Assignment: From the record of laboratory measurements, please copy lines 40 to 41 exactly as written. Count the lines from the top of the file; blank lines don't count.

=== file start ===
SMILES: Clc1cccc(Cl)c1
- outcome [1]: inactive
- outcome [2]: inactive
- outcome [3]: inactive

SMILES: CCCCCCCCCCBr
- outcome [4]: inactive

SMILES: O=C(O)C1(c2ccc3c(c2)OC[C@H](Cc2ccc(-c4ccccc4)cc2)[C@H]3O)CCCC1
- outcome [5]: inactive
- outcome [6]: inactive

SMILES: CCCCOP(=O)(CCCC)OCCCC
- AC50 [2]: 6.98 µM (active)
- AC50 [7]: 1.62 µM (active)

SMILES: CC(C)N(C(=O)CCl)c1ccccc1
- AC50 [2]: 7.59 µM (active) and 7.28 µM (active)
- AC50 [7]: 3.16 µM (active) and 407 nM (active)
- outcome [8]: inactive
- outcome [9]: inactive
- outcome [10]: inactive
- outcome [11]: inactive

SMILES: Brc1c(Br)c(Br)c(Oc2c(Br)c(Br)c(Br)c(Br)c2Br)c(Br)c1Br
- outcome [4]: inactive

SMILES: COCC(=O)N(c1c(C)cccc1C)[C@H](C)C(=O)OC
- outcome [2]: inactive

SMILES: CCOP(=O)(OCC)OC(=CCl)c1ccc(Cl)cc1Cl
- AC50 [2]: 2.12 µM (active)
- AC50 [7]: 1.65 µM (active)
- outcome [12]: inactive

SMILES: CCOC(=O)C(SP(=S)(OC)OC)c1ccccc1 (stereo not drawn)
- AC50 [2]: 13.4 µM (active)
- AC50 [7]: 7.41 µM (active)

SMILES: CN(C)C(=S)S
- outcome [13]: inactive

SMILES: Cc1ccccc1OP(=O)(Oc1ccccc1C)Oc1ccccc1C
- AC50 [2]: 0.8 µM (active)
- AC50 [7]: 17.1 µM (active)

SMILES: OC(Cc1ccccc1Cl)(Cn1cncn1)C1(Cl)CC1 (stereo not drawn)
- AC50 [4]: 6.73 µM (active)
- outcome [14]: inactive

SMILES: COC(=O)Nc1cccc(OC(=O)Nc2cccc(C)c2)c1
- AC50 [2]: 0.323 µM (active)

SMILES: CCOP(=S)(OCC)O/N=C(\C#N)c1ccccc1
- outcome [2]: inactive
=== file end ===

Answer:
- AC50 [2]: 0.323 µM (active)

SMILES: CCOP(=S)(OCC)O/N=C(\C#N)c1ccccc1